At Raksha, residents said all the samples collected from the village tested negative.

However, there is fear.

With the state government and local authorities frequently issuing advisories to check the spread of the pandemic that has claimed 12,573 cases so far, with 3,80,532 total cases and 1,63,248 active cases as of 19 June, the villagers are worried as they are hardly able to follow the safety norms.

Speaking to ThePrint, residents of the villages said adhering to the health advisories is next to impossible amid the problems they are facing.

Anil Sen of Raksa village said one should wash hands several times in a day according to the guidelines, but where do they get water for that when there is little for even drinking.

“What can we do? For us, the water crisis is far bigger a problem than corona will ever be,” he said.

When a tanker arrives, villagers can be seen rushing to get their containers filled before the stock gets over, throwing social distancing norms to the wind.

“After the lockdown was enforced, I was initially too scared to come out of my house. But I am helpless,” said Geeta Prajapati of Raksa.

Devvati from the Khajraha village added, “What can people do when they are always afraid that they will be left with no water to drink? Hand pumps mostly yield dirty water, which cannot be used for drinking. People cannot stop buying water due to corona scare.”

Many villagers also said no help came for them from the authorities to tackle the big health crisis.

“When there is no money in the home, how can we buy items like hand wash, masks and sanitiser?” Sahuri Devi of Khajraha asked, adding the government should have distributed these items for free.

No progress in drinking water project launched in 2019

On 15 February last year, Prime Minister Narendra Modi had visited Jhansi to lay the foundation stone for a drinking water project.

Under the scheme, drinking water from Betwa, Ken, Mandakini, Jamni and Dhasan rivers will be transported to the rural areas of Bundelkhand through a water pipeline project. Water from various dams in Jhansi, Jalaun, Lalitpur, Banda Mahoba, Hamirpur and Chitrakoot districts will also be used.

A sum of Rs 5,459 crore has been earmarked for this scheme in Jhansi division and another Rs 3,563 crore for the Chitrakoot division. However, the project has seen little progress since.

Minister Mahendra Singh said work on the project will pick up soon, adding that the Yogi Adityanath government is looking to find a “permanent solution” to the problem.

Protest being planned against ‘no action’ on water crisis

Social activist Rajendra Singh Rajput, also a resident of Raksa, said he has been writing letters to the administration for the last several months regarding this severe scarcity, but no action has been taken so far.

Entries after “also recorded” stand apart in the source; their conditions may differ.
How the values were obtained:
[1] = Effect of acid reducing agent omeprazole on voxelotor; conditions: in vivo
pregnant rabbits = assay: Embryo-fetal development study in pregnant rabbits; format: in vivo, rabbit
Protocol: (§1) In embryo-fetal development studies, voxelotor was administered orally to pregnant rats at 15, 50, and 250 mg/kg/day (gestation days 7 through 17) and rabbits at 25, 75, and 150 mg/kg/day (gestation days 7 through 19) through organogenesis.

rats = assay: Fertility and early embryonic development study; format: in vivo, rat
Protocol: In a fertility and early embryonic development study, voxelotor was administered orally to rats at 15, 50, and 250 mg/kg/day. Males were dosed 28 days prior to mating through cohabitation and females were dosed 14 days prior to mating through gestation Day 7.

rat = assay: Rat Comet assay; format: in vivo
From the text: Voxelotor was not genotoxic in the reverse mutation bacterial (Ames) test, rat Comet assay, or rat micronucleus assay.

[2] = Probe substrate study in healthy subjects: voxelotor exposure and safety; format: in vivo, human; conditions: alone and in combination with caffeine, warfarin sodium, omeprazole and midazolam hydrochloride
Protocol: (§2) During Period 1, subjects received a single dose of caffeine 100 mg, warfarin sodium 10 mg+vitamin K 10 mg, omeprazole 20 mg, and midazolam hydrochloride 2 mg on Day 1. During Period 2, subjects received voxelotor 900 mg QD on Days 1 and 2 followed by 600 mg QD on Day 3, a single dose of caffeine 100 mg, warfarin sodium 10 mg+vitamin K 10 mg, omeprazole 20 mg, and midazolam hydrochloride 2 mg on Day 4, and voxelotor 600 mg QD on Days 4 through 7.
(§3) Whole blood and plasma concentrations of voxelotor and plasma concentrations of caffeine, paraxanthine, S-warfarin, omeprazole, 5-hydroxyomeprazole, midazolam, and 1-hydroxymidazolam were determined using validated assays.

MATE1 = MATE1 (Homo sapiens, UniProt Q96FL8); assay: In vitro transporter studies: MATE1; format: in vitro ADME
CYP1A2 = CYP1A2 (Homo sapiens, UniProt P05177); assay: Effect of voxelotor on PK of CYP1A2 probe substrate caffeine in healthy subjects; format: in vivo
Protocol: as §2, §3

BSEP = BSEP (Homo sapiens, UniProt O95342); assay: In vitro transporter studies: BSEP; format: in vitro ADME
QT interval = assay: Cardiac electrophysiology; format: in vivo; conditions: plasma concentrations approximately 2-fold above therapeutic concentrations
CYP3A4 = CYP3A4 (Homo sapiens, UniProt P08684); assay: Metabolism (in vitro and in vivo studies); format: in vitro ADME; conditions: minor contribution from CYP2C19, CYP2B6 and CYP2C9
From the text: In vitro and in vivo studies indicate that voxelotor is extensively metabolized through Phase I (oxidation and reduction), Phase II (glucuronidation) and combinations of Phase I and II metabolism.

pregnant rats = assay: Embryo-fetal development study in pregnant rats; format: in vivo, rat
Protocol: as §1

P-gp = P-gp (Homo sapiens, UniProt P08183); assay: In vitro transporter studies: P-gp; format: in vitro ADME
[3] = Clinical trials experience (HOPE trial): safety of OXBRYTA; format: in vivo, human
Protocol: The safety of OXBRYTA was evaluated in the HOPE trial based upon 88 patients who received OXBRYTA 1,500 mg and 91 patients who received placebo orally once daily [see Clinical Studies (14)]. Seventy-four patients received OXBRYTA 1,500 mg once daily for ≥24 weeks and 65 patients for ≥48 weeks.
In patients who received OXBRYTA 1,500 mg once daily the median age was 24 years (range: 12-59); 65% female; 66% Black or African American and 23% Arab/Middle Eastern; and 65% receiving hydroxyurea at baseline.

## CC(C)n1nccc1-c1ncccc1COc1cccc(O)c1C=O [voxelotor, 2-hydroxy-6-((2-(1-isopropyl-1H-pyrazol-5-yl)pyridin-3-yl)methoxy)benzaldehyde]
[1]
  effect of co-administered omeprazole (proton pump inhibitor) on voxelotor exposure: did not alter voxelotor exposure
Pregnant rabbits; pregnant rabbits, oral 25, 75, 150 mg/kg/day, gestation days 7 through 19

They are now planning to stage a protest, maintaining social distancing norms.

According to Rajput, people purchase water at the rate of Re 1 per can. “A common family needs to spend Rs 70-80 per day on water, which amounts to approximately Rs 2,500 per month. So, you can easily understand the situation of those who have no money left to spend. Every day, they wander to nearby villages carrying big buckets in search of hand pumps that are still functional,” he said.

Two pump houses were built around the Raksa village, but the situation didn’t improve.

Sanjay Singh of Jal-Jan Jodo Abhiyan said his team has visited several villages to make people aware about water conservation. But it’s crucial that the plans and decisions made at the administrative level are implemented on the ground.

He added that the paucity of water is not a new phenomenon. Several governments changed, countless officials deployed and transferred, but the ground situation remains the same.

“In Jhansi, water is supplied from two dams. The organisation responsible for supplying water claims to be providing it at full capacity, yet water supply remains pathetic,” he said, referring to the local government body.


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Will resolve problem soon: Minister

Speaking to ThePrint about the crisis, Jal Shakti Minister Mahendra Singh said, “We will resolve this problem as soon as possible.”

He said three-tier control rooms have been established during the lockdown for supply of water in 12 districts of Bundelkhand region in the state, including Jhansi and Banda. These control rooms monitor situation at the district, block and village levels.

This mechanism has been created for constant monitoring in those districts where the ground water level is too low or there are other water-related problems.

According to Singh, tankers reach various places in these districts within half an hour of complaints being received at these control rooms.

“In the last three years, all kinds of efforts have been made to solve every water-related problem under the leadership of CM Yogi (Adityanath). The government is extremely sensitive to this issue,” he said.